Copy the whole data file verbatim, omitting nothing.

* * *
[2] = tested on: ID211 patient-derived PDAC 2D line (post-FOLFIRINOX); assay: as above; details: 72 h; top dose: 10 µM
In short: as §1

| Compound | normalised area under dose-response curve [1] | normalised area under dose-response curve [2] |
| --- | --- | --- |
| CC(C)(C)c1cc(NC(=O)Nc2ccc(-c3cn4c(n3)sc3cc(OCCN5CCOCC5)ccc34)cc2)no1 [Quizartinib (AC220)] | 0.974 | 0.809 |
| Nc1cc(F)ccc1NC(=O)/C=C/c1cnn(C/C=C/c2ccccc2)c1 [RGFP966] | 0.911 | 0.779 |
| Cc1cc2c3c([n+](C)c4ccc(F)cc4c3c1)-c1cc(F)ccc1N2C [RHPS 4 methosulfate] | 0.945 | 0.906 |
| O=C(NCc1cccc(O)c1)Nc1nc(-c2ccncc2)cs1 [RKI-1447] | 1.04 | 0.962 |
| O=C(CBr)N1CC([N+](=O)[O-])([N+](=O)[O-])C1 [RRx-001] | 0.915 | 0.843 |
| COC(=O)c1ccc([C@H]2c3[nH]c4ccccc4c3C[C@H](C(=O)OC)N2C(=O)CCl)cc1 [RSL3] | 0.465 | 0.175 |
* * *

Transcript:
[2] = tested on: ID211 patient-derived PDAC 2D line (post-FOLFIRINOX); assay: as above; details: 72 h; top dose: 10 µM
In short: as §1

| Compound | normalised area under dose-response curve [1] | normalised area under dose-response curve [2] |
| --- | --- | --- |
| CC(C)(C)c1cc(NC(=O)Nc2ccc(-c3cn4c(n3)sc3cc(OCCN5CCOCC5)ccc34)cc2)no1 [Quizartinib (AC220)] | 0.974 | 0.809 |
| Nc1cc(F)ccc1NC(=O)/C=C/c1cnn(C/C=C/c2ccccc2)c1 [RGFP966] | 0.911 | 0.779 |
| Cc1cc2c3c([n+](C)c4ccc(F)cc4c3c1)-c1cc(F)ccc1N2C [RHPS 4 methosulfate] | 0.945 | 0.906 |
| O=C(NCc1cccc(O)c1)Nc1nc(-c2ccncc2)cs1 [RKI-1447] | 1.04 | 0.962 |
| O=C(CBr)N1CC([N+](=O)[O-])([N+](=O)[O-])C1 [RRx-001] | 0.915 | 0.843 |
| COC(=O)c1ccc([C@H]2c3[nH]c4ccccc4c3C[C@H](C(=O)OC)N2C(=O)CCl)cc1 [RSL3] | 0.465 | 0.175 |